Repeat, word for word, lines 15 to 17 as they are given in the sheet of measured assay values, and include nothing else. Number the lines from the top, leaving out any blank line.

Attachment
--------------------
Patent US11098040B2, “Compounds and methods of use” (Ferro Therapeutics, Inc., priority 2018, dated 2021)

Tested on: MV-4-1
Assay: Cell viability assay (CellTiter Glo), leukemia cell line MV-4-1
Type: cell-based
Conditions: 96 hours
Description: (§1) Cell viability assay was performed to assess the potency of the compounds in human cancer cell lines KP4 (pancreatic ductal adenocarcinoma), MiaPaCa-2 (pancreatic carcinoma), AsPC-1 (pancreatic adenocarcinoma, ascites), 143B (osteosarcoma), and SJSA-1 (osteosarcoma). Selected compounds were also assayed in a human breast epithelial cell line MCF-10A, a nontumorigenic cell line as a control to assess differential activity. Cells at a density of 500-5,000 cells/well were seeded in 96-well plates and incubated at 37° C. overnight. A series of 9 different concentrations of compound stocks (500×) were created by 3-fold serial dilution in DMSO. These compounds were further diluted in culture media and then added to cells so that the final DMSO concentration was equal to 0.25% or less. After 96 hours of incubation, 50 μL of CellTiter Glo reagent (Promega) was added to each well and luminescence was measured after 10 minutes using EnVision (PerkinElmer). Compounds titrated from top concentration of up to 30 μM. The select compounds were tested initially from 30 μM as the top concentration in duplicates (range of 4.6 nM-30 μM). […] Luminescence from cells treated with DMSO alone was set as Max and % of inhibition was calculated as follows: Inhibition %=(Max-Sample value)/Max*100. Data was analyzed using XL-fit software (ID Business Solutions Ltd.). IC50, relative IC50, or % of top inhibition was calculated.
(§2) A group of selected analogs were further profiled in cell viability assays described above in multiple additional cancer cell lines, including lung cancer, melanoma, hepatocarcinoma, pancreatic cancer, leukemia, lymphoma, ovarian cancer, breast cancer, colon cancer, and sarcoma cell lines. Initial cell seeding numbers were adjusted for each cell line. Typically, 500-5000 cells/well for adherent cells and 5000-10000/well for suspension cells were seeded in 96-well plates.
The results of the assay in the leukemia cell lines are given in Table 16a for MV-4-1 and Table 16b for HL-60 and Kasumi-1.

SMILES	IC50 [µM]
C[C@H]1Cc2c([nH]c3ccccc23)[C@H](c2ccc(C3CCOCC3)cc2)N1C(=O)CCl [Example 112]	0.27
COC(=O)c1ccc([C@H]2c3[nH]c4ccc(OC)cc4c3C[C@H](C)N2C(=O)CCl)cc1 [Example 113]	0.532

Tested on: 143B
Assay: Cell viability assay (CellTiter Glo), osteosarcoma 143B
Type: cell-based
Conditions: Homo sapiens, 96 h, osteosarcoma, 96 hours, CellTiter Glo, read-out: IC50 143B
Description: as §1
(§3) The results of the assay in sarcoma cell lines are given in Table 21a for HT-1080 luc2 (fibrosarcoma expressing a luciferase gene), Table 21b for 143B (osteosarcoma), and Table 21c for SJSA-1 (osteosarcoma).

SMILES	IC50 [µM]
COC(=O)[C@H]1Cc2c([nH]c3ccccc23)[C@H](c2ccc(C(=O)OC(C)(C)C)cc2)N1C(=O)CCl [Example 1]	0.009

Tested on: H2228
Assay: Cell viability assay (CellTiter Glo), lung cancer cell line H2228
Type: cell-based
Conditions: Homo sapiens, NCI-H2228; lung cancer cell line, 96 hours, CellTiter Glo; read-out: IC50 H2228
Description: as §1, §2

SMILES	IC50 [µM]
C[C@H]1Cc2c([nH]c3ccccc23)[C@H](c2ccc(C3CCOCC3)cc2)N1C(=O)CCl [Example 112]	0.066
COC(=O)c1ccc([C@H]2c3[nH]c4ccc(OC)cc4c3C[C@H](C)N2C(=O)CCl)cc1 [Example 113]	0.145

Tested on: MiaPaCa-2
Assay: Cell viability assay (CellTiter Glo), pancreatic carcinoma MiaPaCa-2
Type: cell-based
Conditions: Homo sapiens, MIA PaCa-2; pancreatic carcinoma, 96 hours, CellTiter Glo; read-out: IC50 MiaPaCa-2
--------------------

Conditions: Homo sapiens, 96 h, osteosarcoma, 96 hours, CellTiter Glo, read-out: IC50 143B
Description: as §1
(§3) The results of the assay in sarcoma cell lines are given in Table 21a for HT-1080 luc2 (fibrosarcoma expressing a luciferase gene), Table 21b for 143B (osteosarcoma), and Table 21c for SJSA-1 (osteosarcoma).